Member Spotlight: Ripley Piedrasanta

pic 1
pic 2
Pci 3

From Manuscripts to Yoga Mats: An interview with Yoga Para La Gente’s Ripley Piedrasanta

As many attorneys know, law school can be quite difficult. And finding ways to find balance during this period is something that is often discussed amongst the legal community. I had the privilege of speaking with Ripley Piedrasanta, a Mitchell Hamline alum, about her work with Yoga Para La Gente, and the work she does in the community.

Originally from Arizona, Ripley moved to Minnesota in 2016. While Arizona is always home, Ripley stated “Minnesota has a special place in my heart”, a fact reflected by her work in the Minneapolis Community. When asked about being a law student at Mitchell, Ripley sang the praises of the resources offered by the school. Like so many First Generation Law Students, Ripley struggled with adapting to life in law school. “It was difficult for me at first to transition into being a law student. I was working full time and I didnt have any guidance or any preferences of what it meant to be a law student. I was doing a lot of things on my own. It wasnt until my second year until I reached out to some additional resources where I realized that there was more available here to be more successful while also utilizing community.”

This led beautifully into a discussion about Ripley’s journey as the first in her family to attend law school. The proud daughter of Guatemalan Immigrants, it was clear from an early age that Ripley want to return the blessings that they had given her, “I really wanted to support them in other ways than what I could as a child growing up. Then as you get older and you realize, Oh, what is the way that I can help? It was through the law. I wanted to go into immigration law and not supporting my family, but my community and my people as well. That was the big driver for me to go to law school and just to be able to make a difference in my community.” But upon entering law school and working as a clerk at an immigration firm, Ripley realized that immigration law hit close to home, and she switched her focus to taking care of her mental health.

This prioritization was the spark that started Yoga Para La Gente, as Ripley stated “I still wanted to do something for my community.” Almost poetically, Ripley told me about her reasoning for yoga, “I really tapped into what helped me through law school, what's helped me through a lot of life changes. For me, it was yoga, and it continued to be yoga. But I realized there weren't a lot of spaces for Latinos in general, but non-white folks to be in yoga spaces. There are a lot of issues with access, with language barriers, allocation barriers. I just wanted to be part of something that, again, could still serve my community meant a lot to me and was serving in the mental health aspect.” But Ripley’s work is not simply about yoga, but about connections. We discussed representation of Latinos in the legal field, and Ripley brought up connecting to young students in public education. “I do think I see there is a focus in college or either in high school or colleges, let's help these folks, these students really try to hone in on if you want to be in the legal field, you want to be an attorney, this is what you need to do. But I even think it's even from a younger age where kids are so malleable and they're also just like sponge. They're learning so much. And if they're not seeing that, they don't know that that's something that they can be. And I think that is something where I'm trying to figure out how to do this myself too of how to mentor in a way that is still going to give a balance, because obviously attorneys are extremely busy, people in the legal field are very busy, but trying to connect with schools or figuring out what spaces outside of schools are going to be helpful ways to connect with students so that they can see, ‘Oh, this is what it means to be an attorney, and this person looks like me or this person has a similar background to me, and maybe they didn't consider that.’”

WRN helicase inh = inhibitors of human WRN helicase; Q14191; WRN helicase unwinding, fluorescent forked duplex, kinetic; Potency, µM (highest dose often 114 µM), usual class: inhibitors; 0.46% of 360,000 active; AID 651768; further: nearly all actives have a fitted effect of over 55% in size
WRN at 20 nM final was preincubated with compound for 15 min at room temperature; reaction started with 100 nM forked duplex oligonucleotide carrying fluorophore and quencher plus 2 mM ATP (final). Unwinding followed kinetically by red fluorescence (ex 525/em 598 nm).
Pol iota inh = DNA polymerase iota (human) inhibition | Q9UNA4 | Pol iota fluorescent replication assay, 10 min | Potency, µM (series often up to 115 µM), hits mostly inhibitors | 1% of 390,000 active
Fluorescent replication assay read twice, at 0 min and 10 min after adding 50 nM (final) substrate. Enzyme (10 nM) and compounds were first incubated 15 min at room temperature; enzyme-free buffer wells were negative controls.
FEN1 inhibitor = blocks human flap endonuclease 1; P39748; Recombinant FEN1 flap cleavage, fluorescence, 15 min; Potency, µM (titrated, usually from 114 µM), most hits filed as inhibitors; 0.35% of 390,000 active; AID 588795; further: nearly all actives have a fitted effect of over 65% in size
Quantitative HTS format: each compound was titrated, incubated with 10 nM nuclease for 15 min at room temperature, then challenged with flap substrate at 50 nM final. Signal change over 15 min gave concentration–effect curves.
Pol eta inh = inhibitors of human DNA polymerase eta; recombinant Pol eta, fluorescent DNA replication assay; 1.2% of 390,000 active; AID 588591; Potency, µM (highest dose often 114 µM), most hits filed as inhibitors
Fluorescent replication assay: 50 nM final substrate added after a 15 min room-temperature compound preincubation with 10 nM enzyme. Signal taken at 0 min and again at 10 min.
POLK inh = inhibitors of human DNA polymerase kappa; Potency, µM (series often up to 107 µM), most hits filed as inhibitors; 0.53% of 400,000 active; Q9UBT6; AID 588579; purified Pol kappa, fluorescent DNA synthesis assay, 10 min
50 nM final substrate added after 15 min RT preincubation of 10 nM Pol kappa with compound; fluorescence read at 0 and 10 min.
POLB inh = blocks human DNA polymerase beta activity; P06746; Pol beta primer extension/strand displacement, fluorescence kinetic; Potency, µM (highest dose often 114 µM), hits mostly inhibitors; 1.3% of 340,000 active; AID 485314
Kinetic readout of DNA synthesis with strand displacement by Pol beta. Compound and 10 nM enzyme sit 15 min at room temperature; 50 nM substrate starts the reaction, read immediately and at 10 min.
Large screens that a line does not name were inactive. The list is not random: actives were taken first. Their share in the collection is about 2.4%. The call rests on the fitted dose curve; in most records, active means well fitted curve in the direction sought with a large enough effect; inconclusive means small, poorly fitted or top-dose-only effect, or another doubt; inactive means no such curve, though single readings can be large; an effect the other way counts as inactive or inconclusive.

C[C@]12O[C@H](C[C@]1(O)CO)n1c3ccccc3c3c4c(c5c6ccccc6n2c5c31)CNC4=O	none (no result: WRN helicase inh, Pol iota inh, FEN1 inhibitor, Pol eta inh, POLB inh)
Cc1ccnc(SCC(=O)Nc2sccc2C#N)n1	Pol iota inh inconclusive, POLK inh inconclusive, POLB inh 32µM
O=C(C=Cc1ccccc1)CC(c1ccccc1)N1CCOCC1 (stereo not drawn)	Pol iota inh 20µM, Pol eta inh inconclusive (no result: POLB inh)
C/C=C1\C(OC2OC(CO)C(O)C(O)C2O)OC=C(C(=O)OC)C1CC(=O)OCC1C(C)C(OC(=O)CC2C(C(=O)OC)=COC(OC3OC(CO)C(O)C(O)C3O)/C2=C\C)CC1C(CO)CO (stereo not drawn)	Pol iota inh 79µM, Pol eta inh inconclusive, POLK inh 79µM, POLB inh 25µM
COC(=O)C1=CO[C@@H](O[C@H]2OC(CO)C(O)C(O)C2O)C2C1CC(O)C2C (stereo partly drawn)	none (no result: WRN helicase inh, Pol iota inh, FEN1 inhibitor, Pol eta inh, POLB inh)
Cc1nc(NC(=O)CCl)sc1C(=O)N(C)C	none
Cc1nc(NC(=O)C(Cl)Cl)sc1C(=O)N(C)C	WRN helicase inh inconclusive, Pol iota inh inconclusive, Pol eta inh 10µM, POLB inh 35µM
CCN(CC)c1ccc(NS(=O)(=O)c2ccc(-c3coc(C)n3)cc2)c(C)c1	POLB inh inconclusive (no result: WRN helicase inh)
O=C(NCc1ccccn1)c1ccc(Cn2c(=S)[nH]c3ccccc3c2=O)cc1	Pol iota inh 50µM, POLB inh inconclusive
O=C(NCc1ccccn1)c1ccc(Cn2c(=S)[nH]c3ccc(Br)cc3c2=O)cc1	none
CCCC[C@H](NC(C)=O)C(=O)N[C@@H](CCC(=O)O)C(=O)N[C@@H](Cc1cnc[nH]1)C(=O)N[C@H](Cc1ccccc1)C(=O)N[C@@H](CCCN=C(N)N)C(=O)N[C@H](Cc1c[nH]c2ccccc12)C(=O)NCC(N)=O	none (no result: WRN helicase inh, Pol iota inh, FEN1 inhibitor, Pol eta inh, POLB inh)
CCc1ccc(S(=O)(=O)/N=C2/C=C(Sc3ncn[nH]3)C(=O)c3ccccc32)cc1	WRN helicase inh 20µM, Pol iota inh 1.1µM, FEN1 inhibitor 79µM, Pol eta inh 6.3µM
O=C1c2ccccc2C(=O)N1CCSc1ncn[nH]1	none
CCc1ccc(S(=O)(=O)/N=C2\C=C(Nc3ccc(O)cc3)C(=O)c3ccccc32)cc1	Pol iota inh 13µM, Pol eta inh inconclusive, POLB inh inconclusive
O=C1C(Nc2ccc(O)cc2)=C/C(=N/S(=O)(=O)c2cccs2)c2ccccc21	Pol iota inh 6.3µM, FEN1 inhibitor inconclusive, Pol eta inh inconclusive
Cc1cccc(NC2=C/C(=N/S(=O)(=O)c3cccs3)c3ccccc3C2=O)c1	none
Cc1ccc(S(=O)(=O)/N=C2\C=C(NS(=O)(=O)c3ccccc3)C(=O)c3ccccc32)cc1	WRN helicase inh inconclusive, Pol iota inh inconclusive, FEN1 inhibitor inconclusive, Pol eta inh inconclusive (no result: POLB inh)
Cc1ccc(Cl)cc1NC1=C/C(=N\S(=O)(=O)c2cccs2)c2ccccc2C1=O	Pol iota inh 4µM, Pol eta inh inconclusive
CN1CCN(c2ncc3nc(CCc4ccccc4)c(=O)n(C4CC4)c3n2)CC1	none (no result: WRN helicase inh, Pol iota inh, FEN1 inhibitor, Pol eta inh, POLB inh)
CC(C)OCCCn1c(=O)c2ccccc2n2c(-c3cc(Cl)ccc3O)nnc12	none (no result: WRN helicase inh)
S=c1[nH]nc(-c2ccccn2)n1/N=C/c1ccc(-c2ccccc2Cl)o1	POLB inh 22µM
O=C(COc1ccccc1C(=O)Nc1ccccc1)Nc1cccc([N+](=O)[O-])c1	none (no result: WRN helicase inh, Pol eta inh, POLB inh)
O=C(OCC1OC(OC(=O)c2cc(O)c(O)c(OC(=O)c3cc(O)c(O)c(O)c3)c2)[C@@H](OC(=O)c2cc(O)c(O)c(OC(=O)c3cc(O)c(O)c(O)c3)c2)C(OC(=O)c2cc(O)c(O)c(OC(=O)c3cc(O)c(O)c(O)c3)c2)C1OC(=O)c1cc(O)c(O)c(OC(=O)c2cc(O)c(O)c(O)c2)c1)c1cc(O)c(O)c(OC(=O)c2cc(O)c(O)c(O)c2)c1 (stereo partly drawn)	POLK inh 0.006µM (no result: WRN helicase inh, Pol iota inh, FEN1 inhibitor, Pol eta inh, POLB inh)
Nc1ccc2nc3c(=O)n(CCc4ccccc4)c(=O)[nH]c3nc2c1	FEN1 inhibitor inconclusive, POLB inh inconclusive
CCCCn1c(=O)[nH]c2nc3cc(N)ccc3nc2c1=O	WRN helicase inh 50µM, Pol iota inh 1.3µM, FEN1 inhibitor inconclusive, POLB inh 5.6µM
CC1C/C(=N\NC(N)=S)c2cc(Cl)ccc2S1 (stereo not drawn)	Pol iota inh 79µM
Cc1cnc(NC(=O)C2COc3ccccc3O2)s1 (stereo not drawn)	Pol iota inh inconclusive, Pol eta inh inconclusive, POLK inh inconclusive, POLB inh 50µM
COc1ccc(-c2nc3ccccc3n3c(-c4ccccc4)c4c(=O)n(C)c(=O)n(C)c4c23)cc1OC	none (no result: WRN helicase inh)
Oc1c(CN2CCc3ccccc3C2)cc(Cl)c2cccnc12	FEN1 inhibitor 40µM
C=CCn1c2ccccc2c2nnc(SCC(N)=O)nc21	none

We also discussed the struggles about moving from communities that may have a lot of Latinos, and how to feel connected to the community. “It takes very intentional planning to find and be part of your community.” This echoed a sentiment that is often felt across the U.S., in particular with underrepresented communities in the legal field. This feeling of struggling to find community was a further catalyst to Ripley’s creation of Yoga Para La Gente. “I moved out here without knowing anybody, without having any family or friends out here, without really having a lot of guide or support. I wouldn’t find a lot of community spaces that I would feel comfortable joining that were Latinos or first or second generation Latinos.”

Perhaps most inspiring is that rather than give up or attempt to mold herself into being a part of the community, she created her own community by introducing them to her love: yoga. “I realized that yoga for me is what that community and what that shared interest is. As I continue to host events, its been really affirming to hear people say ‘its really nice that this is in Spanish’, so its been affirming to know that if you put something out there, people will go, and that also helps create community.”

Ripley’s story is far from over. And she continues to work towards offering yoga in English and Spanish for everyone. While taking a break from legal work, Ripley continues to influence and help a community that means so much to her, one stretch at a time.

If you are interested in learning more about Yoga Para La Gente, visit her website at


Story by Josh Fuller, MHBA Public Relations Co-Chair

Please help us to celebrate the amazing accomplishments of our members. If there is someone you would like to see included, please email